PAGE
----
Mastiff Breeders San Diego CA

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Cinni-Bon Boxers
(760) 473-5203
San Diego County, CA
Breeds
Deutscher Boxer

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Shades of Gold's Golden Retrievers
(760) 726-7261
San Diego, CA
Breeds
Golden Retriever

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Poodles by Bloomingdale
(619) 454-3427
8262 University Ave
La Mesa, CA
Breeds
Poodle, Standard

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Bentley Priory
(619) 267-0080
3936 Bardaquera Pl
Bonita, CA
Breeds
Cavalier King Charles Spaniel

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Eleni's Moonstruck Poodles
(619) 405-6040
Lakeside, CA
Breeds
Standard Poodle
Certifications
AKC Certified

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Anatolian Shepherd Dog Club of America
(715) 443-3509
5078 Argonne Court
San Diego, WI
Breeds
Anatolian Shepherd Dog

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Tiara Black Standard Poodles
(858) 488-9500
La Jolla, CA
Breeds
Standard Poodle
Certifications
AKC Certified

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Helix Pride Cavaliers
(619) 713-1290
9864 Edgar Pl
La Mesa, CA
Breeds
Cavalier King Charles Spaniel

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Sierra Golden Retriever
(760) 470-8059
El Cajun, CA
Breeds
Golden Retriever

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AppleCreek Entlebucher
(858) 883-2266
13031 Vista View Dr
Poway, CA
Breeds
Entlebucher Mountain Dog

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Mastiff Information, Pictures of Mastiffs

Mastiff Dogs

If you think Labrador Retrievers are too small, check out a Mastiff . Massive and sometimes lumbering, these dogs have a gentle, loving and dignified personality that makes them the quintessential “gentle giant.” Responsive and obedient, Mastiffs also have a quiet dignity and a serene intelligence that makes them seem almost mellow.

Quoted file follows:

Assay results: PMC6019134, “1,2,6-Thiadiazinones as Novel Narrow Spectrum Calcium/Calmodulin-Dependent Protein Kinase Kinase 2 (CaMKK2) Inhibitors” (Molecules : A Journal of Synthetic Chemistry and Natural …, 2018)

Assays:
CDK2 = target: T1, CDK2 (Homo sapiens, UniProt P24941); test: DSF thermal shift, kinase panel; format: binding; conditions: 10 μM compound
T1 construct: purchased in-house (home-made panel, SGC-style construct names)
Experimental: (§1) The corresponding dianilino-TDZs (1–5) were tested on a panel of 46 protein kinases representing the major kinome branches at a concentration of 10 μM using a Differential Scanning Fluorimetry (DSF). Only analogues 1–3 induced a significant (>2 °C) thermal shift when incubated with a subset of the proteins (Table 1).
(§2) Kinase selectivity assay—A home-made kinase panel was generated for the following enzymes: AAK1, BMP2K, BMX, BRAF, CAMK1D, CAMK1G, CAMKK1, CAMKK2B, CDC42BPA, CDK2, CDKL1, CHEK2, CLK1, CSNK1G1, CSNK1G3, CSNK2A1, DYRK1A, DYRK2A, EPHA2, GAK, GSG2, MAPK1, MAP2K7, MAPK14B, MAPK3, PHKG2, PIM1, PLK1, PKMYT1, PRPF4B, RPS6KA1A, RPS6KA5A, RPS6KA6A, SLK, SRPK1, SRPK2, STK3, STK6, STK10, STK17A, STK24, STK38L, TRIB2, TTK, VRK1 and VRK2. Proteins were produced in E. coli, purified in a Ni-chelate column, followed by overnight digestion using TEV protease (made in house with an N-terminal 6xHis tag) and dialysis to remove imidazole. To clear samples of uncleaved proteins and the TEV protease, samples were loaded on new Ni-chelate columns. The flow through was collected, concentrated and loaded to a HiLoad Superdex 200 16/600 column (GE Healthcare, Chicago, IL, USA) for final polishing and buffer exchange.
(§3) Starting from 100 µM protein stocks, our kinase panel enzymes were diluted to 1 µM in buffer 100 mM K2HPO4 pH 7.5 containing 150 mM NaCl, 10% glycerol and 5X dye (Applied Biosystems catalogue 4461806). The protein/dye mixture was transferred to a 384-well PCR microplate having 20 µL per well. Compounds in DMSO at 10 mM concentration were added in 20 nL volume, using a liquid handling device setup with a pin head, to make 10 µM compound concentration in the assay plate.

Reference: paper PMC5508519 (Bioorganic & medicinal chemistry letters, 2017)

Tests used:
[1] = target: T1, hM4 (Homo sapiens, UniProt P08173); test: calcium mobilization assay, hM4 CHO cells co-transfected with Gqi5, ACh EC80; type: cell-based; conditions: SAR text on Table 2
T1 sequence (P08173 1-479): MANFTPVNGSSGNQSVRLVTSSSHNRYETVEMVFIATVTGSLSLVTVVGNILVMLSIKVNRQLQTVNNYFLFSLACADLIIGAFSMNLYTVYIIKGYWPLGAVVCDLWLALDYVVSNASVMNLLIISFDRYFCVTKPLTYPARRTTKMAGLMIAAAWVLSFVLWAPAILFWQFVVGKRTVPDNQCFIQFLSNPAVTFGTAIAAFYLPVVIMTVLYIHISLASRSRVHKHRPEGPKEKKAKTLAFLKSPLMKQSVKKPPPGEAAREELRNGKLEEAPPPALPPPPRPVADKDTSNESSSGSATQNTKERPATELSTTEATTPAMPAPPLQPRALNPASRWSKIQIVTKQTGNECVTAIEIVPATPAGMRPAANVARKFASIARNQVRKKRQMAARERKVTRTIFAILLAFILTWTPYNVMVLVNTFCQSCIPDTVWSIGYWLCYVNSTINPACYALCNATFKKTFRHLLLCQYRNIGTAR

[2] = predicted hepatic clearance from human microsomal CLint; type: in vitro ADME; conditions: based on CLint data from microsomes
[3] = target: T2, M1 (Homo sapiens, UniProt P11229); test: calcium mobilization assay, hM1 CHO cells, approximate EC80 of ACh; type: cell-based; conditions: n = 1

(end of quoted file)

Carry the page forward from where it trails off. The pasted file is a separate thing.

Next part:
Mastiff
 

 
What They Are Like to Live With

Mastiffs rarely bark or make noise. When you come home, you’re likely to find yours stretched out on a bed or couch, their head perking up lazily to greet you. If you can get them off the couch, they’re always game for a roll on the carpet.

Mastiffs have few equals when it comes to protecting the family. They have been used as guard dogs for thousands of years. However, Mastiffs are more likely to scare off an intruder with their intimidating size—they are not the types to make a fuss unless there’s a real threat.

Things You Should Know

With some weighing almost 200 pounds, Mastiffs can be a handful to manage. Walking them, getting them in and out of cars can take a little extra time and muscle. You don’t necessarily need to be strong to manage a Mastiff—they obey commands and have a gentle way about them—but you need the time and patience (and space) to make them happy.

Mastiffs will be fine living in apartments as long as they are walked regularly. Some can be slightly lazy, but it’s important to encourage them to get off the couch and go outside. Always keep them on a leash in public.

A healthy Mastiff can live as long as 12 years. Common health issues include hip dysplasia, elbow dysplasia, heart disease and eye problems. They are also prone to bloat, so feed them smaller meals throughout the day. Also, they tend to drool, so you may want to keep a few rags around the house.

Mastiff History

According to some accounts, Mastiffs (also known as Old English Mastiffs) were brought to England by Roman invaders thousands of years ago. Another theory is that Phoenician traders introduced them to Britain around the same time. Either way, Mastiffs have been bred in England for more than 2,000 years as exemplary sheepherders, guard dogs, police dogs and companions. Around the mid-1940s, the Old English Mastiff suffered a drop in popularity in England, but enthusiasts from America sustained the breed and helped re-establish their numbers around the world.

The Look of a Mastiff

Mastiffs are mammoth, symmetrically shaped dogs with powerful frames. They have large, square heads with broad, wrinkly foreheads and short black muzzles. Their small, brown eyes have a watchful but warm expression, and their dark V-shaped ears hang close to the cheek. They have thick, strong necks that slope down to deep chests and level backs. Their tapered tails are set high and hang low. They have short, thick coats that come in apricot, fawn, silver or brindle. Overall, Mastiffs carry themselves with dignity and poise.

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